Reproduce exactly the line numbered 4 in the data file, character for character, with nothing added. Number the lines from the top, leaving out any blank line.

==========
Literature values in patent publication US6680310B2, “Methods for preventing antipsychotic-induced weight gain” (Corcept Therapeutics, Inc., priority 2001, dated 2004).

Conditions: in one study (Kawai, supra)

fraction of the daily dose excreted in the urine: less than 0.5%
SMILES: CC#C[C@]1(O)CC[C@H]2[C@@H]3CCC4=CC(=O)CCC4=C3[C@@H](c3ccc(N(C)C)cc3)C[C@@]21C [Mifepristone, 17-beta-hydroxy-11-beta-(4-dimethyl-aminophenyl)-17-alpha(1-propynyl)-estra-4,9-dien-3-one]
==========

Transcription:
SMILES: CC#C[C@]1(O)CC[C@H]2[C@@H]3CCC4=CC(=O)CCC4=C3[C@@H](c3ccc(N(C)C)cc3)C[C@@]21C [Mifepristone, 17-beta-hydroxy-11-beta-(4-dimethyl-aminophenyl)-17-alpha(1-propynyl)-estra-4,9-dien-3-one]